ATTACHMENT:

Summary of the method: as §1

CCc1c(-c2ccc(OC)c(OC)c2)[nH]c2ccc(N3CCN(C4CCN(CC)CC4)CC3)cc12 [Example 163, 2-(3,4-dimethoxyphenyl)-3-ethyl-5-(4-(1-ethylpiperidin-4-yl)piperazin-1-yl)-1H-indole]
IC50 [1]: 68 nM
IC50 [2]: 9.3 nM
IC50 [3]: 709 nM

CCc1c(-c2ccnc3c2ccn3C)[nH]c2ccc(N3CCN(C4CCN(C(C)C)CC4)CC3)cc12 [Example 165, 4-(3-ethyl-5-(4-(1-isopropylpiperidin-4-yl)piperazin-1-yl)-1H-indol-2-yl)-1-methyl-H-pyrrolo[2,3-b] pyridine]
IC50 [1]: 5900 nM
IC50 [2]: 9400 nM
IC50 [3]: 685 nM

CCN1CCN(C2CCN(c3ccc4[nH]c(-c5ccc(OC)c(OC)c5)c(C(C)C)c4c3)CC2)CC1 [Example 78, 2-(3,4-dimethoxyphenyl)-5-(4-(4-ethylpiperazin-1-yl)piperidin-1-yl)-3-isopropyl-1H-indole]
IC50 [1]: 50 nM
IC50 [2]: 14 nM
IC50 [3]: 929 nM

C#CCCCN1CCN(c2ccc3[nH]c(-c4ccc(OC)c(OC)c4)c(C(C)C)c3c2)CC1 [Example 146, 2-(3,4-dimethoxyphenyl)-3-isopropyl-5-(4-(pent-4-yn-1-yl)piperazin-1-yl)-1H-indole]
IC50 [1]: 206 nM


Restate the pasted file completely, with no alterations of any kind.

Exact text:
Summary of the method: as §1

CCc1c(-c2ccc(OC)c(OC)c2)[nH]c2ccc(N3CCN(C4CCN(CC)CC4)CC3)cc12 [Example 163, 2-(3,4-dimethoxyphenyl)-3-ethyl-5-(4-(1-ethylpiperidin-4-yl)piperazin-1-yl)-1H-indole]
IC50 [1]: 68 nM
IC50 [2]: 9.3 nM
IC50 [3]: 709 nM

CCc1c(-c2ccnc3c2ccn3C)[nH]c2ccc(N3CCN(C4CCN(C(C)C)CC4)CC3)cc12 [Example 165, 4-(3-ethyl-5-(4-(1-isopropylpiperidin-4-yl)piperazin-1-yl)-1H-indol-2-yl)-1-methyl-H-pyrrolo[2,3-b] pyridine]
IC50 [1]: 5900 nM
IC50 [2]: 9400 nM
IC50 [3]: 685 nM

CCN1CCN(C2CCN(c3ccc4[nH]c(-c5ccc(OC)c(OC)c5)c(C(C)C)c4c3)CC2)CC1 [Example 78, 2-(3,4-dimethoxyphenyl)-5-(4-(4-ethylpiperazin-1-yl)piperidin-1-yl)-3-isopropyl-1H-indole]
IC50 [1]: 50 nM
IC50 [2]: 14 nM
IC50 [3]: 929 nM

C#CCCCN1CCN(c2ccc3[nH]c(-c4ccc(OC)c(OC)c4)c(C(C)C)c3c2)CC1 [Example 146, 2-(3,4-dimethoxyphenyl)-3-isopropyl-5-(4-(pent-4-yn-1-yl)piperazin-1-yl)-1H-indole]
IC50 [1]: 206 nM